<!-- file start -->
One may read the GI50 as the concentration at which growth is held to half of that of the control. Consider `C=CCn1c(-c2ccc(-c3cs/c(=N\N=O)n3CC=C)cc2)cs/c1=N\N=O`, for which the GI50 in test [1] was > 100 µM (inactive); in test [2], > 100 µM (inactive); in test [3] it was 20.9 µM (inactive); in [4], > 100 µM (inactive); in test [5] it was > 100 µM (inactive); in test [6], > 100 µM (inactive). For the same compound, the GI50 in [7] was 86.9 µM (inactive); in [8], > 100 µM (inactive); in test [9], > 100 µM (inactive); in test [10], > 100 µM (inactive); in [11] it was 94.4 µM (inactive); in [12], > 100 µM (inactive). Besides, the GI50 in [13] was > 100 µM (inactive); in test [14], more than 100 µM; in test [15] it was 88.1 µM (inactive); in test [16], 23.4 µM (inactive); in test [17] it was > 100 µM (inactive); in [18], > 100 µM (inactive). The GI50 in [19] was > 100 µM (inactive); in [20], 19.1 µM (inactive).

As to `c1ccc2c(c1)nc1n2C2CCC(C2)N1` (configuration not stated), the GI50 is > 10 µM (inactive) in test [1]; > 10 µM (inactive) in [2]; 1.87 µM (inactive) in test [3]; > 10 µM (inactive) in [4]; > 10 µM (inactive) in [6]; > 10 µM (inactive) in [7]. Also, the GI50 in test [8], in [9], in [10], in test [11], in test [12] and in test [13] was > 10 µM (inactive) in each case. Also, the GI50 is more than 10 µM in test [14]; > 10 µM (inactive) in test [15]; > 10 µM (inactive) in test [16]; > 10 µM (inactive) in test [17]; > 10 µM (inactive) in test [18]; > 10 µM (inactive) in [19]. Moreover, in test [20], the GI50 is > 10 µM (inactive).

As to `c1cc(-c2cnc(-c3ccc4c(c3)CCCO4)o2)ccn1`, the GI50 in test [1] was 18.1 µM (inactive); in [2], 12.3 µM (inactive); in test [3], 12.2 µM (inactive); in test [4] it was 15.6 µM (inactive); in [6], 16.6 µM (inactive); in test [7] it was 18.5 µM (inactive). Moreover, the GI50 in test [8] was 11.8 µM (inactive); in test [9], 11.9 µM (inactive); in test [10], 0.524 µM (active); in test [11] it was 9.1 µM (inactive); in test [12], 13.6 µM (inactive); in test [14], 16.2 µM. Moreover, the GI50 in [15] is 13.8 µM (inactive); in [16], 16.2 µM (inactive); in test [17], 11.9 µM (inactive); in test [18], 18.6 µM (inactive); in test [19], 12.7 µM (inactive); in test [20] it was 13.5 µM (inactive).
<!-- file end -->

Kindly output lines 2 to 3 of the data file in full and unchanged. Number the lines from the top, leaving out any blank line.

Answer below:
As to `c1ccc2c(c1)nc1n2C2CCC(C2)N1` (configuration not stated), the GI50 is > 10 µM (inactive) in test [1]; > 10 µM (inactive) in [2]; 1.87 µM (inactive) in test [3]; > 10 µM (inactive) in [4]; > 10 µM (inactive) in [6]; > 10 µM (inactive) in [7]. Also, the GI50 in test [8], in [9], in [10], in test [11], in test [12] and in test [13] was > 10 µM (inactive) in each case. Also, the GI50 is more than 10 µM in test [14]; > 10 µM (inactive) in test [15]; > 10 µM (inactive) in test [16]; > 10 µM (inactive) in test [17]; > 10 µM (inactive) in test [18]; > 10 µM (inactive) in [19]. Moreover, in test [20], the GI50 is > 10 µM (inactive).

As to `c1cc(-c2cnc(-c3ccc4c(c3)CCCO4)o2)ccn1`, the GI50 in test [1] was 18.1 µM (inactive); in [2], 12.3 µM (inactive); in test [3], 12.2 µM (inactive); in test [4] it was 15.6 µM (inactive); in [6], 16.6 µM (inactive); in test [7] it was 18.5 µM (inactive). Moreover, the GI50 in test [8] was 11.8 µM (inactive); in test [9], 11.9 µM (inactive); in test [10], 0.524 µM (active); in test [11] it was 9.1 µM (inactive); in test [12], 13.6 µM (inactive); in test [14], 16.2 µM. Moreover, the GI50 in [15] is 13.8 µM (inactive); in [16], 16.2 µM (inactive); in test [17], 11.9 µM (inactive); in test [18], 18.6 µM (inactive); in test [19], 12.7 µM (inactive); in test [20] it was 13.5 µM (inactive).